Amazon and Clancy
About the best part of Without Remorse is that it actually makes Amazon Prime Video’s original series Tom Clancy’s Jack Ryan seem not so bad in comparison. While the first season of the series had promise as John Krasinski played a United States Marine Corps veteran turned CIA analyst Jack Ryan, who becomes thrust into the world of international espionage.
By the second season many of the traditional Clancy elements, including interweaving plots and extensive use of secondary characters, disappeared along with the domestic life of Ryan in the United States. Gone is Dr. Cathy Mueller, who in the books goes on to be Cathy Ryan and serves as a point of normality for the CIA analyst.
Instead, Tom Clancy’s Jack Ryan became an action-packed show that seemed like a knockoff of Cinemax’s Strike Back, where the heroes are always safe despite facing ridiculous odds in exotic locations. The series unwisely transformed Ryan from a CIA analyst/desk jockey, who all too often finds himself in the crosshairs of the baddies, to a special operations warfighter more than ready to charge into action—including flying in a helicopter to assault the capitol of Venezuela.
All of this begs the question as why Amazon sought to bring Tom Clancy’s work to the streaming platform without remaining the least bit faithful to the books? In “rebooting” the franchise, the streaming service missed a golden opportunity to bring the current stories of Jack Ryan Jr., which have continued with other authors since Clancy’s passing. These books still feature the usual “ripped from the headlines” plots that made Clancy so popular with fans.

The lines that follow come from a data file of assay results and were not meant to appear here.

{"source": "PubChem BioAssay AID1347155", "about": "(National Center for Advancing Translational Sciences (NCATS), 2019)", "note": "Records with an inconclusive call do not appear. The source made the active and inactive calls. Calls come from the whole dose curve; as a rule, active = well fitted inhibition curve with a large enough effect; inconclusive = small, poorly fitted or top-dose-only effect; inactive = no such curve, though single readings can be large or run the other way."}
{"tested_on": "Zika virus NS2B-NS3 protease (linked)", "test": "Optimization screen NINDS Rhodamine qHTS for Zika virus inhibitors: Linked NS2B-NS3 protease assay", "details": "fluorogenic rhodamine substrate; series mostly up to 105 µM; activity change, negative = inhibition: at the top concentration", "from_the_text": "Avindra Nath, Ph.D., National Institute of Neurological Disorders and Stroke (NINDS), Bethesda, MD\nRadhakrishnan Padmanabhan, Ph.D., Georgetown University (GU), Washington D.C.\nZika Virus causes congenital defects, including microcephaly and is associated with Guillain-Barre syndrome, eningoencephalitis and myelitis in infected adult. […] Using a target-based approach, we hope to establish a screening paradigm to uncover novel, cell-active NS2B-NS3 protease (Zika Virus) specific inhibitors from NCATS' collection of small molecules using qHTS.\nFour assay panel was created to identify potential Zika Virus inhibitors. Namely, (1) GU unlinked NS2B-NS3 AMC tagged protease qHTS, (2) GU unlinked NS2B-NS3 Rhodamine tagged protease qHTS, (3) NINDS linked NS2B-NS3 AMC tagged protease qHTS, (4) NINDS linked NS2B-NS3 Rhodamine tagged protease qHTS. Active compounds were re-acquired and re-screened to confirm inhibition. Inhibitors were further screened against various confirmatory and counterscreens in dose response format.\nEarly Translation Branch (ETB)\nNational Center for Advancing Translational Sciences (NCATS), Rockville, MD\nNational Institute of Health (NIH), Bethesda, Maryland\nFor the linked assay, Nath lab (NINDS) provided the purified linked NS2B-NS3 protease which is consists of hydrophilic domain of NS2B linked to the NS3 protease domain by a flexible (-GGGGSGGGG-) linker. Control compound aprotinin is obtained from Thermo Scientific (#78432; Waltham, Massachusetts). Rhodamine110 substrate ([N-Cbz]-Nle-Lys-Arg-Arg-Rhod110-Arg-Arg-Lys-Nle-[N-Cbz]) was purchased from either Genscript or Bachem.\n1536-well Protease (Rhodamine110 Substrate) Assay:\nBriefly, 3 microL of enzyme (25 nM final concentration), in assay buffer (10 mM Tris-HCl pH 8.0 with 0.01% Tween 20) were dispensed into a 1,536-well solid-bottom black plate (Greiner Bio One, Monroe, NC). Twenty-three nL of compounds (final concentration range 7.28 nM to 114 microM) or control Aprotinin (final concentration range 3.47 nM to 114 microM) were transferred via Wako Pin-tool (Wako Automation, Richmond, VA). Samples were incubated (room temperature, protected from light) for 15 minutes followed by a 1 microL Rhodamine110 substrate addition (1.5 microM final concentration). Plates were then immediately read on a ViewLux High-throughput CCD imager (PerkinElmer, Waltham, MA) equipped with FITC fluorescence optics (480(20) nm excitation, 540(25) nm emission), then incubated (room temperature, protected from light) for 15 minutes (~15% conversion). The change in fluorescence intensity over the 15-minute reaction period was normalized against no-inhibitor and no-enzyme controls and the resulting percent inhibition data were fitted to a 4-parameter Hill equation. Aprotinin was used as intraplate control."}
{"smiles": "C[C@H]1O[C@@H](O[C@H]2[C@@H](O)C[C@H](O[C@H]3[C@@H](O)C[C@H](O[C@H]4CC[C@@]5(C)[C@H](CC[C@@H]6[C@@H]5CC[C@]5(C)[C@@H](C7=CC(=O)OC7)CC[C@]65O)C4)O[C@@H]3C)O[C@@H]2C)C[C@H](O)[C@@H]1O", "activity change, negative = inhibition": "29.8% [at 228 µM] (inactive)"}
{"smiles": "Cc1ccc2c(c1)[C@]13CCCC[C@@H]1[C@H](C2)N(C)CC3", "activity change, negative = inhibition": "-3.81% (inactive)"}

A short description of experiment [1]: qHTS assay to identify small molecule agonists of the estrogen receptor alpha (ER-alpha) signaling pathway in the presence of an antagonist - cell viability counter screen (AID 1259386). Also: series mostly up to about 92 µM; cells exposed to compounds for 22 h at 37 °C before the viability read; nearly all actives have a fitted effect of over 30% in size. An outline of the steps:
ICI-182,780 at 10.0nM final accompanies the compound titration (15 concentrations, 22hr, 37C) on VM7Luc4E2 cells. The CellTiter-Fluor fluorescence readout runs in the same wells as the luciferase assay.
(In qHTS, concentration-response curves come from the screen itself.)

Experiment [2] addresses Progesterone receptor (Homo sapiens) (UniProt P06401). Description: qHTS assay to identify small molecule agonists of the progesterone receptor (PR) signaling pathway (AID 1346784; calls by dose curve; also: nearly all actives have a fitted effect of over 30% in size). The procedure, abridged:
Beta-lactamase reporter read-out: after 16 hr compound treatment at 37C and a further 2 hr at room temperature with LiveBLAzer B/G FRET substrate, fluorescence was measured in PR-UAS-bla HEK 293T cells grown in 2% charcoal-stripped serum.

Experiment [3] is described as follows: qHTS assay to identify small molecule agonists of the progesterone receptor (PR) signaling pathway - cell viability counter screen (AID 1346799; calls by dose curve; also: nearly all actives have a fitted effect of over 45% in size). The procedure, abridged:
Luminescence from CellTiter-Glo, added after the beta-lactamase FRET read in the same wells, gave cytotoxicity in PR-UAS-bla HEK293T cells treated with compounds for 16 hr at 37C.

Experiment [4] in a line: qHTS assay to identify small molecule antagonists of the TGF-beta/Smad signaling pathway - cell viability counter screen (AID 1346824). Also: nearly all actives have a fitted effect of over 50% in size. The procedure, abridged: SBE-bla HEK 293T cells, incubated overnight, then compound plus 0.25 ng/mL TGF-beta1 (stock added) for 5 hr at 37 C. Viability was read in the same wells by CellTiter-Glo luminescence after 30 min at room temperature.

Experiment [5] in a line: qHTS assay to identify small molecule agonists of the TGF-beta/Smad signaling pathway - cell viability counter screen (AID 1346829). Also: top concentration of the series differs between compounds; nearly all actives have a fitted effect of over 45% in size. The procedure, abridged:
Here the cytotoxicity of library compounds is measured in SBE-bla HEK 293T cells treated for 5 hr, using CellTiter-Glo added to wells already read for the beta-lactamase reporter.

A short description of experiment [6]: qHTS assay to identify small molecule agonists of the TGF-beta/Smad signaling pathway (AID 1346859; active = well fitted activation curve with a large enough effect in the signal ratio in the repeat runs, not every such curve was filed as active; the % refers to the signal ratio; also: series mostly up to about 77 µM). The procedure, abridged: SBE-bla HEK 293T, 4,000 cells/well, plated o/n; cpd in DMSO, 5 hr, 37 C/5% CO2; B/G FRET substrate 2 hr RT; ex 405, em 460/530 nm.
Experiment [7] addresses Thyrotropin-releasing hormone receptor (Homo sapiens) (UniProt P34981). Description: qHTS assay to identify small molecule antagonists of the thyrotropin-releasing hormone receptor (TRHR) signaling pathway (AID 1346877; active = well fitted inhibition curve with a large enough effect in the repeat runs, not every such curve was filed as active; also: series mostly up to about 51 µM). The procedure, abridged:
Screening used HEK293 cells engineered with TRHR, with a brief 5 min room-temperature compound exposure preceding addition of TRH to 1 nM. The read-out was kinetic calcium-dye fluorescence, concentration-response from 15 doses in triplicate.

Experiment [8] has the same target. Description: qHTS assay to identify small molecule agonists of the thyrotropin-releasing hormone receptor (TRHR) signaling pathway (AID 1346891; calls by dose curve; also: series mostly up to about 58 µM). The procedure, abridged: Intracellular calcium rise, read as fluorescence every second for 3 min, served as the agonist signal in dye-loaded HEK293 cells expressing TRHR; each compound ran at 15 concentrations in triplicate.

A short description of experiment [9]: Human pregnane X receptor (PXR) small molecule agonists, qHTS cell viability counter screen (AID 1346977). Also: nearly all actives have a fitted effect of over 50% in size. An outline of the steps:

Instead we’re left with the guy who played Apollo Creed’s son as a Navy Seal and the prankster from The Office as Jack Ryan. That’s a plot twist that Clancy likely never saw coming, and certainly wouldn’t have approved of.
The greatest threat to Ryan, Clark, and the even Clancy’s legacy might just be Amazon.com.
Peter Suciu is a Michigan-based freelance writer who regularly covers firearms related topics and military history. As a reporter, his work has appeared in dozens of magazines, newspapers, and websites. Among those are Homeland Security Today, Armchair General, Military Heritage, Mag Life, Newsweek, The Federalist, AmmoLand, Breach-Bang-Clear, Newsweek, RECOILweb, Wired, and many others. He has collected military small arms and military helmets most of his life, and just recently navigated his first NFA transfer to buy his first machine gun. He is co-author of the book A Gallery of Military Headdress, which was published in February 2019. It is his third book on the topic of military hats and helmets.